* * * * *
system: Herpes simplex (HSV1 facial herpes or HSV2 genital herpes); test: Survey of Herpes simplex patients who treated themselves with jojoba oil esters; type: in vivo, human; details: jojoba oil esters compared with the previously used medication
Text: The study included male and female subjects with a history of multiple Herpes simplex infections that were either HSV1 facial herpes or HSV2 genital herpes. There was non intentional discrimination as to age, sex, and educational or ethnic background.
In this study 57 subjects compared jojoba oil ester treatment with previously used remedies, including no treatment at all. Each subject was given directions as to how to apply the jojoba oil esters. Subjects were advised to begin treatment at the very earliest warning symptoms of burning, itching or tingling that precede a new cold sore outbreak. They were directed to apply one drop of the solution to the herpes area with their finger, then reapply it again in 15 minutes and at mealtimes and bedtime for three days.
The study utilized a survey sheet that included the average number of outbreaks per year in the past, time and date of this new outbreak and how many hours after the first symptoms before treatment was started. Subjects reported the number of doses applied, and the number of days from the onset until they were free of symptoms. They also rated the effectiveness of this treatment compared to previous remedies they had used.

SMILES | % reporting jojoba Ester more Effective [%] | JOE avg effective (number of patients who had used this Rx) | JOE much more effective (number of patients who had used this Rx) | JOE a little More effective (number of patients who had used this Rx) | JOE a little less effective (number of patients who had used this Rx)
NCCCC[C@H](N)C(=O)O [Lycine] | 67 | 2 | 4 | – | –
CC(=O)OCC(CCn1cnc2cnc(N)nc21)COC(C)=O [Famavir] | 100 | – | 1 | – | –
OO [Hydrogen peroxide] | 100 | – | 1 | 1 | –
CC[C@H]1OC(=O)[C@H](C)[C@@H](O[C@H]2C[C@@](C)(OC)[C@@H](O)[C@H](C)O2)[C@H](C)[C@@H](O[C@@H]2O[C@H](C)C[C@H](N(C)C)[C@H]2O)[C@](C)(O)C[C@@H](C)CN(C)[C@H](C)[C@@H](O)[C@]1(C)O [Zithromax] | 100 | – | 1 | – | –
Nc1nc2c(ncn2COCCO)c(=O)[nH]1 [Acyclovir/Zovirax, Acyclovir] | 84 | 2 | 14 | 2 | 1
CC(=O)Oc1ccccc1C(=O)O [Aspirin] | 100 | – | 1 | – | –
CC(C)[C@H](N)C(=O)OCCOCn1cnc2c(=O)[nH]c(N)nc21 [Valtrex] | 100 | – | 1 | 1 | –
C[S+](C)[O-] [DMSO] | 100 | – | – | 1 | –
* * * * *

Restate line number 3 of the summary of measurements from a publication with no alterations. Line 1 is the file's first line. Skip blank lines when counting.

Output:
In this study 57 subjects compared jojoba oil ester treatment with previously used remedies, including no treatment at all. Each subject was given directions as to how to apply the jojoba oil esters. Subjects were advised to begin treatment at the very earliest warning symptoms of burning, itching or tingling that precede a new cold sore outbreak. They were directed to apply one drop of the solution to the herpes area with their finger, then reapply it again in 15 minutes and at mealtimes and bedtime for three days.